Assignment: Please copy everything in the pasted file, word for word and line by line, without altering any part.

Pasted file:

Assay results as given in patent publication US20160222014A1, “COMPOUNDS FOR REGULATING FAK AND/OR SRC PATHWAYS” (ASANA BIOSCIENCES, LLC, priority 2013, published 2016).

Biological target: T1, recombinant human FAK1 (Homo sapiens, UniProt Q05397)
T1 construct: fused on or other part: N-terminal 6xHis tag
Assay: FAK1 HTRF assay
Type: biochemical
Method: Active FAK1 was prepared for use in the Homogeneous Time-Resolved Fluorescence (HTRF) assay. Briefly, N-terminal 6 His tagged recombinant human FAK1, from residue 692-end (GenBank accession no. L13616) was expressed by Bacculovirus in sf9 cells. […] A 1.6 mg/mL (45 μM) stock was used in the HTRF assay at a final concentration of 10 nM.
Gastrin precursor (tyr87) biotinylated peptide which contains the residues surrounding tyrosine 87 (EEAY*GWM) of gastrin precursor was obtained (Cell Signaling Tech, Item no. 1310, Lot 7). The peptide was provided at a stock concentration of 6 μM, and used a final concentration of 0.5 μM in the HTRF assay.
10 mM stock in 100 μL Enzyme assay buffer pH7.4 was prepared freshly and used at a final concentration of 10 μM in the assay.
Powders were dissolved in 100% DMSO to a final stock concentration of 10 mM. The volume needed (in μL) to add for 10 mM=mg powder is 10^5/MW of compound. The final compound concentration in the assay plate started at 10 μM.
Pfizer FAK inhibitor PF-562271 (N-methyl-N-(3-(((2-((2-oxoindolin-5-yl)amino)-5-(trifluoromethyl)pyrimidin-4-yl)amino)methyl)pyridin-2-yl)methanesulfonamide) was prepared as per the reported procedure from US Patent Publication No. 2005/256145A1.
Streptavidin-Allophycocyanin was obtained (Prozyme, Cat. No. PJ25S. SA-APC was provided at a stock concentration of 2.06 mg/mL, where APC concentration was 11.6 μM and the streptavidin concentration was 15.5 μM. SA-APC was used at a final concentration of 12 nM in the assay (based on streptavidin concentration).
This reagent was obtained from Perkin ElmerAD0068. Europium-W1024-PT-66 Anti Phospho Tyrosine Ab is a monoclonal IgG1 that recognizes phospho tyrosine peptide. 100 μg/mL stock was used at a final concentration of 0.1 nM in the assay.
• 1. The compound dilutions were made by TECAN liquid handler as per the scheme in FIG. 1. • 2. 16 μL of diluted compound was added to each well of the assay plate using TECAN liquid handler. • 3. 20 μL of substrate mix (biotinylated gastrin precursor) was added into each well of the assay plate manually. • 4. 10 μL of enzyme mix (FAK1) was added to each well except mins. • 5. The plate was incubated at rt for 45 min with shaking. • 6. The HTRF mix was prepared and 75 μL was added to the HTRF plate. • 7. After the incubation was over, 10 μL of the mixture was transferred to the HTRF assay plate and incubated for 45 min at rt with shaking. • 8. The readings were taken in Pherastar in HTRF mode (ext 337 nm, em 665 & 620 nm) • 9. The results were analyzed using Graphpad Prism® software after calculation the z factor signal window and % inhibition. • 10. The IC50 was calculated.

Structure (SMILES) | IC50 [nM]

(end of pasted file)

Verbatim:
Assay results as given in patent publication US20160222014A1, “COMPOUNDS FOR REGULATING FAK AND/OR SRC PATHWAYS” (ASANA BIOSCIENCES, LLC, priority 2013, published 2016).

Biological target: T1, recombinant human FAK1 (Homo sapiens, UniProt Q05397)
T1 construct: fused on or other part: N-terminal 6xHis tag
Assay: FAK1 HTRF assay
Type: biochemical
Method: Active FAK1 was prepared for use in the Homogeneous Time-Resolved Fluorescence (HTRF) assay. Briefly, N-terminal 6 His tagged recombinant human FAK1, from residue 692-end (GenBank accession no. L13616) was expressed by Bacculovirus in sf9 cells. […] A 1.6 mg/mL (45 μM) stock was used in the HTRF assay at a final concentration of 10 nM.
Gastrin precursor (tyr87) biotinylated peptide which contains the residues surrounding tyrosine 87 (EEAY*GWM) of gastrin precursor was obtained (Cell Signaling Tech, Item no. 1310, Lot 7). The peptide was provided at a stock concentration of 6 μM, and used a final concentration of 0.5 μM in the HTRF assay.
10 mM stock in 100 μL Enzyme assay buffer pH7.4 was prepared freshly and used at a final concentration of 10 μM in the assay.
Powders were dissolved in 100% DMSO to a final stock concentration of 10 mM. The volume needed (in μL) to add for 10 mM=mg powder is 10^5/MW of compound. The final compound concentration in the assay plate started at 10 μM.
Pfizer FAK inhibitor PF-562271 (N-methyl-N-(3-(((2-((2-oxoindolin-5-yl)amino)-5-(trifluoromethyl)pyrimidin-4-yl)amino)methyl)pyridin-2-yl)methanesulfonamide) was prepared as per the reported procedure from US Patent Publication No. 2005/256145A1.
Streptavidin-Allophycocyanin was obtained (Prozyme, Cat. No. PJ25S. SA-APC was provided at a stock concentration of 2.06 mg/mL, where APC concentration was 11.6 μM and the streptavidin concentration was 15.5 μM. SA-APC was used at a final concentration of 12 nM in the assay (based on streptavidin concentration).
This reagent was obtained from Perkin ElmerAD0068. Europium-W1024-PT-66 Anti Phospho Tyrosine Ab is a monoclonal IgG1 that recognizes phospho tyrosine peptide. 100 μg/mL stock was used at a final concentration of 0.1 nM in the assay.
• 1. The compound dilutions were made by TECAN liquid handler as per the scheme in FIG. 1. • 2. 16 μL of diluted compound was added to each well of the assay plate using TECAN liquid handler. • 3. 20 μL of substrate mix (biotinylated gastrin precursor) was added into each well of the assay plate manually. • 4. 10 μL of enzyme mix (FAK1) was added to each well except mins. • 5. The plate was incubated at rt for 45 min with shaking. • 6. The HTRF mix was prepared and 75 μL was added to the HTRF plate. • 7. After the incubation was over, 10 μL of the mixture was transferred to the HTRF assay plate and incubated for 45 min at rt with shaking. • 8. The readings were taken in Pherastar in HTRF mode (ext 337 nm, em 665 & 620 nm) • 9. The results were analyzed using Graphpad Prism® software after calculation the z factor signal window and % inhibition. • 10. The IC50 was calculated.

Structure (SMILES) | IC50 [nM]